While the cookies are baking, unwrap Andes mints and try to keep your kid from eating them all.

Immediately after baking, place on mint on top of each cookie.

 After 5 minutes or so, swirl the melted mints with the back of a spoon.  I was hoping for a more swirly red and white frosting look, but they ended up kind of pinkish.  Oh well.  We threw some red sprinkles on there at the last minute to Christmas-ify them a bit.

That's it!  Thirty minutes max from start to finish and only one bowl, spoon and measuring glass to wash.  Merry Christmas and Happy Baking!

Thursday, November 15, 2012

Redemption for the Second Born: A Room of Her Own

In the months leading up our firstborn's arrival, I pored over nursery bedding, studied paint swatches, researched cribs, and literally obsessed over getting her room just perfect.

In contrast, four months AFTER our secondborn arrived, we shoved our clothes into one side of our bedroom closet, crammed a pack 'n play into the other side, and called it good.

(first she slept in the bouncy chair)

(then in the pack n play)

Oh, to be a secondborn.

Then we moved into a new house!  To assuage the guilt of banishing Tess to sleep in a closet for the first year of her life, I wanted to create a really awesome room for her in the new place.  Without spending much money.  And with limited snatches of time.  The previous occupant was a 14-year-old boy, so it is taking some work to transform the room from a teenaged-boy-cave to baby girl sanctuary, a process that very well might take months.  Or years.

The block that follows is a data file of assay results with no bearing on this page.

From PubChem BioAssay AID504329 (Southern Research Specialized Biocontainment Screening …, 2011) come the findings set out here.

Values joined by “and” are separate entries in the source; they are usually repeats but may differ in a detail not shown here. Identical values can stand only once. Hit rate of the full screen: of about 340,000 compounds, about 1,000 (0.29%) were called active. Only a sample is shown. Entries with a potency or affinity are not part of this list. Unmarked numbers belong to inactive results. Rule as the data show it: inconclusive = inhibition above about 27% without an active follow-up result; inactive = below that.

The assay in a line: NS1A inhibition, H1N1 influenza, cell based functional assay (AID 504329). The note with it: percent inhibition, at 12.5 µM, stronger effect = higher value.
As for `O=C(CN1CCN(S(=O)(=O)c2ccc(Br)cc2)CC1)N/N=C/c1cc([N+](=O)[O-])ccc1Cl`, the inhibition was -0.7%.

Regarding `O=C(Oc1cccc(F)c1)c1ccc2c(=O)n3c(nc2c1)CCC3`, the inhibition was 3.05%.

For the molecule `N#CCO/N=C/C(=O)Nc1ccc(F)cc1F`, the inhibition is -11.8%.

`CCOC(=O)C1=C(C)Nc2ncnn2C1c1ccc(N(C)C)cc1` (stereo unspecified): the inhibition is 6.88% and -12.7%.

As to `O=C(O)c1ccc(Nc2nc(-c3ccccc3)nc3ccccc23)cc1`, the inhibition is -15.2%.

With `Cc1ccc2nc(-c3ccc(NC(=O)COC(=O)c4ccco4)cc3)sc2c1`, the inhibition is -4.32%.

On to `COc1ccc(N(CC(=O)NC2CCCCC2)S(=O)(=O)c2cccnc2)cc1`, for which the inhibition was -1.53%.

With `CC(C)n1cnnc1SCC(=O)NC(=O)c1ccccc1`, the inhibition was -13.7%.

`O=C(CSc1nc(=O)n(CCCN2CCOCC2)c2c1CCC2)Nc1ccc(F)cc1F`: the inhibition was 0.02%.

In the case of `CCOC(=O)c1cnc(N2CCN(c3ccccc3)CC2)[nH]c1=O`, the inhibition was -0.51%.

But for now, here is project #1, the refinishing of an old dresser.

I picked up this cute little dresser at our neighborhood yard sale, where it was offered for $15.  After some discussion, I ended up paying . . . $20.  Seriously, I might be a cheapskate, but I am the world's worst barterer.

Anyhow, the little dresser was so cute, but someone had decided to paint it eggplant and forest green.  Seriously?  I'm not sure which decade this color combo was hot.  So we read this awesome tutorial on painting old furniture and went crazy.

First came the sanding.  This took forever with our little sander and my hands are vibrating just remembering it.

Then with a half-empty bottle of spray primer, some old ceiling paint from a prior plumbing disaster, and some new drawer pulls from Home Depot, we transformed it into this:

Now it matches her crib, and one day we'll re-do the little dresser that we use as a changing table to match as well.  Every time I walk into her room and see this dresser, my heart does a little happy dance knowing that soon my little girl will have a room as sweet as she is.  Plus it sure beats sneaking into the closet to get clothes without waking her up every morning.

Friday, November 9, 2012

Crocheted Flower Hat 2: the baby sister version

I wrote this post several months ago, but I forgot to post it with all of the craziness of buying and selling a house plus travel and work.  Then all of a sudden it was summer and fuzzy winter hats and mittens were replaced by sunhats and sunscreen!  Alas, it was hard to let go, but we are full-on into cold weather again.  Once I made it through the denial stage, I realized that I truly do love fall, with its autumn leaves, hot drinks, hearty soups, and of course, warm fuzzy clothes: